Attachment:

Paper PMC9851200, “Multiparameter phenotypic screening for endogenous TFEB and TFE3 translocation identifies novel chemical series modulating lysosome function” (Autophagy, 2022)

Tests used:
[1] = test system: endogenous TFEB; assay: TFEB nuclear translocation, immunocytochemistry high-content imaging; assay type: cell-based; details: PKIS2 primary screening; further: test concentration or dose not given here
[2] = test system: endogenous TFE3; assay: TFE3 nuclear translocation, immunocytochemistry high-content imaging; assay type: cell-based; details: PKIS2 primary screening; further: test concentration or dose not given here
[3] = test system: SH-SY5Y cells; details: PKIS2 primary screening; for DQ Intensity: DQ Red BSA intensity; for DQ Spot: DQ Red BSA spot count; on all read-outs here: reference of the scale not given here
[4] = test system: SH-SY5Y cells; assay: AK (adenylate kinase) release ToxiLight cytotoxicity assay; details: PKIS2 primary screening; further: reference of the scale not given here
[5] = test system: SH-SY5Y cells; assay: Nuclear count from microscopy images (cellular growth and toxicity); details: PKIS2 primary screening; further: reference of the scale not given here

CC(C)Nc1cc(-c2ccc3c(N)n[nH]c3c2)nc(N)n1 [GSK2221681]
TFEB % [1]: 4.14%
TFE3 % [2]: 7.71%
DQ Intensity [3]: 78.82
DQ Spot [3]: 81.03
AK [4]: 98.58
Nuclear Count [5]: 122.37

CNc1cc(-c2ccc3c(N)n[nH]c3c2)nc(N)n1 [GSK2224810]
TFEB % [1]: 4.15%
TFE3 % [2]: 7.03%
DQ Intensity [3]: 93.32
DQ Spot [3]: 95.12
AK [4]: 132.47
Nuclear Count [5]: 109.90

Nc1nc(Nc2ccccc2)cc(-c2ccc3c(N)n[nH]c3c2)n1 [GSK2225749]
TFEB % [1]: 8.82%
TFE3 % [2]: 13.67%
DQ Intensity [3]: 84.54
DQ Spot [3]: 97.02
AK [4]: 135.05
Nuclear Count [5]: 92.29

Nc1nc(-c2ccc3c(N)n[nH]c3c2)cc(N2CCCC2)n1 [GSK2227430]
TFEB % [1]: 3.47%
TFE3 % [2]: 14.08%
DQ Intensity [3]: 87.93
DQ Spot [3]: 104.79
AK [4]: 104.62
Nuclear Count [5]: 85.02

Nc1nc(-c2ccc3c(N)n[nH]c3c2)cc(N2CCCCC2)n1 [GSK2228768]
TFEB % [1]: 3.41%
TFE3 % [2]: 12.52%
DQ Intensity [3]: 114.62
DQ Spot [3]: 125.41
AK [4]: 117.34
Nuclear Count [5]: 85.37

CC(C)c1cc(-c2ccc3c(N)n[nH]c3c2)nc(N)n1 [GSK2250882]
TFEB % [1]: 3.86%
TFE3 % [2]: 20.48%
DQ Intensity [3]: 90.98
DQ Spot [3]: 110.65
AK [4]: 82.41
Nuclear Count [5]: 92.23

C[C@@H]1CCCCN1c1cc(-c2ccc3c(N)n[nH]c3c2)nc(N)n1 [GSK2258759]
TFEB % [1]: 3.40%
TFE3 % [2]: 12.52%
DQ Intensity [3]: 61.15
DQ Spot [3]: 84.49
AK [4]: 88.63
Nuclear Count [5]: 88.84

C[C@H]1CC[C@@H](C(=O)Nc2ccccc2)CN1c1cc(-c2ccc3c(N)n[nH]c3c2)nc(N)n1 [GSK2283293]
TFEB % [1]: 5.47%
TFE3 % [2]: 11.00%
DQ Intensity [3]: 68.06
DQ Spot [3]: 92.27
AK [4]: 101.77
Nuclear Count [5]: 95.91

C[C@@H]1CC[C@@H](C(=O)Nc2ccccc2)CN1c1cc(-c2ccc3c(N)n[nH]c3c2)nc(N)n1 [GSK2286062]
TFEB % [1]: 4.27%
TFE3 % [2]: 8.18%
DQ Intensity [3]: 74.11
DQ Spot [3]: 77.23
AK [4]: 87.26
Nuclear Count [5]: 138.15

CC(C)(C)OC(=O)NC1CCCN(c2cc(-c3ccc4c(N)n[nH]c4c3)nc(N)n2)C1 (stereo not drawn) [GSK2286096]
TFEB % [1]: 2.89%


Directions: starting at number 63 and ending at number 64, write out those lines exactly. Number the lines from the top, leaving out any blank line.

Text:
Nuclear Count [5]: 95.91

C[C@@H]1CC[C@@H](C(=O)Nc2ccccc2)CN1c1cc(-c2ccc3c(N)n[nH]c3c2)nc(N)n1 [GSK2286062]